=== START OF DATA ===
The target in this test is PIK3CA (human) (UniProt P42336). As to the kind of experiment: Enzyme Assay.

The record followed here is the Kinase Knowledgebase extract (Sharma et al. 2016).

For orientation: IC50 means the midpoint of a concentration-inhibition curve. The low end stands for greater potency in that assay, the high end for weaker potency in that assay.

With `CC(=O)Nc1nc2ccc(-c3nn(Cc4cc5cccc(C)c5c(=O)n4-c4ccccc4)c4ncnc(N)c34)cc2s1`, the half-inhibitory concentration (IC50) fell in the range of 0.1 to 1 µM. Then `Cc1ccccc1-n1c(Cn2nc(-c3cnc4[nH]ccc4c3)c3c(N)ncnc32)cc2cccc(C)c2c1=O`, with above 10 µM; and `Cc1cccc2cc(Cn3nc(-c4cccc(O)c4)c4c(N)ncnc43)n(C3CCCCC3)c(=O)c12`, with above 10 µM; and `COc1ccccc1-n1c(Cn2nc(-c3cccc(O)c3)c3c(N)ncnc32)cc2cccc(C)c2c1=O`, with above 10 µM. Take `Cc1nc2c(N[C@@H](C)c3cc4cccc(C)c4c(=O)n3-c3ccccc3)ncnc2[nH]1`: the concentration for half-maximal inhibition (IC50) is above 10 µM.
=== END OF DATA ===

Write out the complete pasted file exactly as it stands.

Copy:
The target in this test is PIK3CA (human) (UniProt P42336). As to the kind of experiment: Enzyme Assay.

The record followed here is the Kinase Knowledgebase extract (Sharma et al. 2016).

For orientation: IC50 means the midpoint of a concentration-inhibition curve. The low end stands for greater potency in that assay, the high end for weaker potency in that assay.

With `CC(=O)Nc1nc2ccc(-c3nn(Cc4cc5cccc(C)c5c(=O)n4-c4ccccc4)c4ncnc(N)c34)cc2s1`, the half-inhibitory concentration (IC50) fell in the range of 0.1 to 1 µM. Then `Cc1ccccc1-n1c(Cn2nc(-c3cnc4[nH]ccc4c3)c3c(N)ncnc32)cc2cccc(C)c2c1=O`, with above 10 µM; and `Cc1cccc2cc(Cn3nc(-c4cccc(O)c4)c4c(N)ncnc43)n(C3CCCCC3)c(=O)c12`, with above 10 µM; and `COc1ccccc1-n1c(Cn2nc(-c3cccc(O)c3)c3c(N)ncnc32)cc2cccc(C)c2c1=O`, with above 10 µM. Take `Cc1nc2c(N[C@@H](C)c3cc4cccc(C)c4c(=O)n3-c3ccccc3)ncnc2[nH]1`: the concentration for half-maximal inhibition (IC50) is above 10 µM.